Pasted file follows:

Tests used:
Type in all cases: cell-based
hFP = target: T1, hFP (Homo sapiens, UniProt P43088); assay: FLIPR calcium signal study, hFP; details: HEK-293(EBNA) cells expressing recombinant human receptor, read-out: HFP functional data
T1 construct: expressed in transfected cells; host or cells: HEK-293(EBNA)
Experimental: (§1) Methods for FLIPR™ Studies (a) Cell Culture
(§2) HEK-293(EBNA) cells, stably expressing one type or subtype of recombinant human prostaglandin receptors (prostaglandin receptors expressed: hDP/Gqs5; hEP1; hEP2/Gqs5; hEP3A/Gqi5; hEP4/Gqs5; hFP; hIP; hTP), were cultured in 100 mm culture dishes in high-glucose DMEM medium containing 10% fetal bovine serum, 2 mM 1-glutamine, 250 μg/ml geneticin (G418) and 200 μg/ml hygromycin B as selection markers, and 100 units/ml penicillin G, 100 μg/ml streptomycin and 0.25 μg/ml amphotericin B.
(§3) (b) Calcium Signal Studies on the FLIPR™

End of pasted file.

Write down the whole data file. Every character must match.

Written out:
Tests used:
Type in all cases: cell-based
hFP = target: T1, hFP (Homo sapiens, UniProt P43088); assay: FLIPR calcium signal study, hFP; details: HEK-293(EBNA) cells expressing recombinant human receptor, read-out: HFP functional data
T1 construct: expressed in transfected cells; host or cells: HEK-293(EBNA)
Experimental: (§1) Methods for FLIPR™ Studies (a) Cell Culture
(§2) HEK-293(EBNA) cells, stably expressing one type or subtype of recombinant human prostaglandin receptors (prostaglandin receptors expressed: hDP/Gqs5; hEP1; hEP2/Gqs5; hEP3A/Gqi5; hEP4/Gqs5; hFP; hIP; hTP), were cultured in 100 mm culture dishes in high-glucose DMEM medium containing 10% fetal bovine serum, 2 mM 1-glutamine, 250 μg/ml geneticin (G418) and 200 μg/ml hygromycin B as selection markers, and 100 units/ml penicillin G, 100 μg/ml streptomycin and 0.25 μg/ml amphotericin B.
(§3) (b) Calcium Signal Studies on the FLIPR™